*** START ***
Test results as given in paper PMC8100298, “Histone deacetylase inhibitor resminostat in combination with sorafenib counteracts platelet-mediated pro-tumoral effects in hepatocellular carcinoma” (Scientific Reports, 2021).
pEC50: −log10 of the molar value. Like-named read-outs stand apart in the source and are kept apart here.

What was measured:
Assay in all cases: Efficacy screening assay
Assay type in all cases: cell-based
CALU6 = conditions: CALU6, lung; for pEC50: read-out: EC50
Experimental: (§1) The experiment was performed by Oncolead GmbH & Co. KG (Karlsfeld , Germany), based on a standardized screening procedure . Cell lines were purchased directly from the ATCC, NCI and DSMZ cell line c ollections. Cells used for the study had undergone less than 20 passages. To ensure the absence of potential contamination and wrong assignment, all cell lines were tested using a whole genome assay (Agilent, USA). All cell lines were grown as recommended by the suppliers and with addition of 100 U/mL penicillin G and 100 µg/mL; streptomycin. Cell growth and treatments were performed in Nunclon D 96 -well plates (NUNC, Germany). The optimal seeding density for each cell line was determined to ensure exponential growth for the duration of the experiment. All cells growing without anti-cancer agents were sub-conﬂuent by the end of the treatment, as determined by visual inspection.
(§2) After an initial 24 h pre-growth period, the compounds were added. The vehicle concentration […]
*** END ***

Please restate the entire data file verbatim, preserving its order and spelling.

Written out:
Test results as given in paper PMC8100298, “Histone deacetylase inhibitor resminostat in combination with sorafenib counteracts platelet-mediated pro-tumoral effects in hepatocellular carcinoma” (Scientific Reports, 2021).
pEC50: −log10 of the molar value. Like-named read-outs stand apart in the source and are kept apart here.

What was measured:
Assay in all cases: Efficacy screening assay
Assay type in all cases: cell-based
CALU6 = conditions: CALU6, lung; for pEC50: read-out: EC50
Experimental: (§1) The experiment was performed by Oncolead GmbH & Co. KG (Karlsfeld , Germany), based on a standardized screening procedure . Cell lines were purchased directly from the ATCC, NCI and DSMZ cell line c ollections. Cells used for the study had undergone less than 20 passages. To ensure the absence of potential contamination and wrong assignment, all cell lines were tested using a whole genome assay (Agilent, USA). All cell lines were grown as recommended by the suppliers and with addition of 100 U/mL penicillin G and 100 µg/mL; streptomycin. Cell growth and treatments were performed in Nunclon D 96 -well plates (NUNC, Germany). The optimal seeding density for each cell line was determined to ensure exponential growth for the duration of the experiment. All cells growing without anti-cancer agents were sub-conﬂuent by the end of the treatment, as determined by visual inspection.
(§2) After an initial 24 h pre-growth period, the compounds were added. The vehicle concentration […]